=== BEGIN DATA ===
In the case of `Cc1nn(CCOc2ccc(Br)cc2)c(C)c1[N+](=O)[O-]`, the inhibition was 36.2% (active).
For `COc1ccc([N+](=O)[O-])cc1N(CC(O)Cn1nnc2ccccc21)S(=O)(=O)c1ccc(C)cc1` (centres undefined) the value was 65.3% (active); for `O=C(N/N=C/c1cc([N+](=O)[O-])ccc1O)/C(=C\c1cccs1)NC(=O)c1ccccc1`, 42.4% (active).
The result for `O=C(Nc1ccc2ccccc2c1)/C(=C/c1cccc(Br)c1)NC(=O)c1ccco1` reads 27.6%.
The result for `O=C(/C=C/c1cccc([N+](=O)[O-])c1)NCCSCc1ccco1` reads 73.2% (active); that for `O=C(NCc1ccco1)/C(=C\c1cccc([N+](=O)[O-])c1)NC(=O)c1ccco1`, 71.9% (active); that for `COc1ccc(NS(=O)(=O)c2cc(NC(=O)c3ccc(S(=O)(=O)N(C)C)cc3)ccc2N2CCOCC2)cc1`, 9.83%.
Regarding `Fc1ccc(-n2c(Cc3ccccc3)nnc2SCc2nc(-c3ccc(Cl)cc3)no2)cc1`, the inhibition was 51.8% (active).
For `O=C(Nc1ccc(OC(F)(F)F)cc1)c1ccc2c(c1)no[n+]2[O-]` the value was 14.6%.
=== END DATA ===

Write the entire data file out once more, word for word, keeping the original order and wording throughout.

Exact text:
In the case of `Cc1nn(CCOc2ccc(Br)cc2)c(C)c1[N+](=O)[O-]`, the inhibition was 36.2% (active).
For `COc1ccc([N+](=O)[O-])cc1N(CC(O)Cn1nnc2ccccc21)S(=O)(=O)c1ccc(C)cc1` (centres undefined) the value was 65.3% (active); for `O=C(N/N=C/c1cc([N+](=O)[O-])ccc1O)/C(=C\c1cccs1)NC(=O)c1ccccc1`, 42.4% (active).
The result for `O=C(Nc1ccc2ccccc2c1)/C(=C/c1cccc(Br)c1)NC(=O)c1ccco1` reads 27.6%.
The result for `O=C(/C=C/c1cccc([N+](=O)[O-])c1)NCCSCc1ccco1` reads 73.2% (active); that for `O=C(NCc1ccco1)/C(=C\c1cccc([N+](=O)[O-])c1)NC(=O)c1ccco1`, 71.9% (active); that for `COc1ccc(NS(=O)(=O)c2cc(NC(=O)c3ccc(S(=O)(=O)N(C)C)cc3)ccc2N2CCOCC2)cc1`, 9.83%.
Regarding `Fc1ccc(-n2c(Cc3ccccc3)nnc2SCc2nc(-c3ccc(Cl)cc3)no2)cc1`, the inhibition was 51.8% (active).
For `O=C(Nc1ccc(OC(F)(F)F)cc1)c1ccc2c(c1)no[n+]2[O-]` the value was 14.6%.